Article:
2. Oh Abby, this post made me fall in love all over again! I don’t think you’re sacrificing friendships. I think it’s possible to hold onto those bonds, it’s just…different. My best friends all live away, but I like to think they’ll always be my best friends…but I guess only you can tell when it’s time to “move back.”
    .-= Candice´s last blog ..Finally, the Passion Board Unveiled =-.

    1. I agree. I can totally identify with the pain of missing out on big events and life changes though. It’s a compromise and one worht re-evaluating once in awhile.

      1. Lol, it’s funny, because even if I’m away short-term, I get frustrated when I miss out on events…whenever my roommates bring up the story about their epic lobster boil up while I was away in France, I get furious. They’re like, “Dude, you were in FRANCE.”
        .-= Candice´s last blog ..Finally, the Passion Board Unveiled =-.

  3. After being back in the US, I don’t think I’ll be leaving Coco anytime soon! I’m very happy there. But for the first time in my life, I’ve been thinking of my longer-term goals. Tough for me, as I thrive on living in the moment. I know I have to keep checking in on this one, as time flies in paradise. Loneliness can sort of sneak up on you. Maybe I should think about the next place? Any ideas?! Great comments — they’ve got me thinking. I’m so glad you guys understand!
    .-= Abby´s last blog ..Home again, home again =-.

    1. I don’t want you to leave…you are my family, my barrio!! I was ready to come home to after sometime in the US. I guess CR does that to you…its la tranquilidad. miss you Abbers!

  4. I love all these great comments so far! When I was living abroad (in London) I seriously didn’t want to leave and only ended up doing so because of money/visa issues. Perhaps if I had been able to stay as long as I wanted I would have eventually changed my tune though. I guess it’s just about listening to your self and doing what feels right.

  5. Very interesting story. It sounds like you’d benefit from some soul-searching. What are your goals? What do you want from life? Are you willing to trade some things for others?

    You’ve definitely got it good. Sometimes “good” isn’t good enough. I can relate. Good luck and keep searching.

    .-= Keith´s last blog ..Be the Excitement =-.

  6. The expat life is definitely a bit different than that of a constant traveler. Once you settle in somewhere, it’s hard to pinpoint if-or when-you want to leave. I’m already starting to feel at home in Nice, and wonder if perhaps I’ll stay even after my six months is over–or by then, will I be ready for a new place?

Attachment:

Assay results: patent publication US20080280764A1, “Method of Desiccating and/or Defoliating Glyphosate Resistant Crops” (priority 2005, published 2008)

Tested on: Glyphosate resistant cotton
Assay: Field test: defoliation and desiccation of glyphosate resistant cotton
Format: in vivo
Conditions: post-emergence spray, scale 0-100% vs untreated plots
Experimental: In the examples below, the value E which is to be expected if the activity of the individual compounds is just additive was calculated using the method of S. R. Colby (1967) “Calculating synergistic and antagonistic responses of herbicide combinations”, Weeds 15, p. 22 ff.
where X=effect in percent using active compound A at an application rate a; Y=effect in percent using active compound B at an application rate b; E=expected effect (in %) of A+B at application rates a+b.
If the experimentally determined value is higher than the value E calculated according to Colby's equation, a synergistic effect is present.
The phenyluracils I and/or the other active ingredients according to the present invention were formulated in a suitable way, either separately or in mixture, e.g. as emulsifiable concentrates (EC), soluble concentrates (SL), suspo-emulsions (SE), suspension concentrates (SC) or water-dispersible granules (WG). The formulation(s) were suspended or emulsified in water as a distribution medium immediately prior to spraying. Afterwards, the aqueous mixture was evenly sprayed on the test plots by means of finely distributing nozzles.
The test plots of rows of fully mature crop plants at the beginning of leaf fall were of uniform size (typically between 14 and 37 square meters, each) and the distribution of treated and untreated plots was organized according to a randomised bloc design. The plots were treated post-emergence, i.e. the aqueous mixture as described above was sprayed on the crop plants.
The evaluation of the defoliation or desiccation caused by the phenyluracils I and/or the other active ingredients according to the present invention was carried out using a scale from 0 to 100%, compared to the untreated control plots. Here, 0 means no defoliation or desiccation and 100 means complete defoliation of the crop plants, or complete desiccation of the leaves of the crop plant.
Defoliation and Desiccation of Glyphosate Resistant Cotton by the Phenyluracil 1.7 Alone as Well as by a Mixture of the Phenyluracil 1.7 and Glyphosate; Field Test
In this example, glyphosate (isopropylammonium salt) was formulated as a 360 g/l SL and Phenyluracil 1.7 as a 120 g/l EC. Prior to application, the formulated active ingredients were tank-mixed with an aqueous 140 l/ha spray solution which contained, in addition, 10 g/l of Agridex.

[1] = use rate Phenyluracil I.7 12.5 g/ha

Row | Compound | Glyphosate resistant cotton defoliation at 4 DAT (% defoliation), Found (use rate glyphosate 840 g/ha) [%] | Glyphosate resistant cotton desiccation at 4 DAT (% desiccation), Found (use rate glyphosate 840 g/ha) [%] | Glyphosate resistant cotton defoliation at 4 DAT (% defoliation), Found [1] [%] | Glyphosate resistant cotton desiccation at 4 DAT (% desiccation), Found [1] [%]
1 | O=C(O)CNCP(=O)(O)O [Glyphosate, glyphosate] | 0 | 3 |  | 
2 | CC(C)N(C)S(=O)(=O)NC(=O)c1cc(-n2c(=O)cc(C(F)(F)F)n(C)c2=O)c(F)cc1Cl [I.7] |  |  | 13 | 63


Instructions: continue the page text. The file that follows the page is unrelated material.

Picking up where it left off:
I definitely feel you on the dating thing. Before I left, my mom (who also lived in France for two years when she was young) warned me against dating anyone seriously unless I really thought I wanted to live in France forever and deal with cultural differences my entire life. It’s a tough thing to tackle.
    Although, seriously, your life on Coco seems pretty sweet- I wouldn’t want to leave that either!

  7. See, I’ve been the opposite of you. I’ve thought about leaving where I live and moving somewhere else countless times throughout my twenties. I love where I live, and all my friends and family are all here. I have tons of fun here, I’m happy. But something just keeps coming over me to leave it all behind.

    My wife and I decided to cure this wanderlust by going on a year long RTW. Obviously, it was incredible and awesome and life changing and all that jazz. But now we’re home again. And while after a year I was ready to come back, really ready, and I thought my feelings would be different, they aren’t. It didn’t take long for all those same feelings of “do I really want to be here?” to come rushing back. It’s an interesting dichotomy that’s for sure.
    .-= Adam´s last blog ..New News =-.

  8. I love your thoughts on this, Abby. It’s true no matter where you live (expat or not, traveler or not), sometimes, you realize you’ve overstayed or outgrown a place. And there are going to be options for your life that you’ve missed out on by doing so. But it’s such a fine line and so hard to know how long is too long (until it’s so obvious it’s painful).
    .-= Gray´s last blog ..Solo Travel Confessions =-.

  9. I too tend to enjoy moving to a place, rather than just visiting. There’s a connection to the location that you just can’t get as a traveler, even if you stay in one place for several weeks. I really enjoyed being what I call the “local outsider” in Korea, and I found it really difficult to move back to the USA. I have moved 30 times in the last 9 years, and it feels very unnatural to me to not know when I’m moving again.
    .-= Kelsey´s last blog ..Scrapped: The Projects That Time Forgot =-.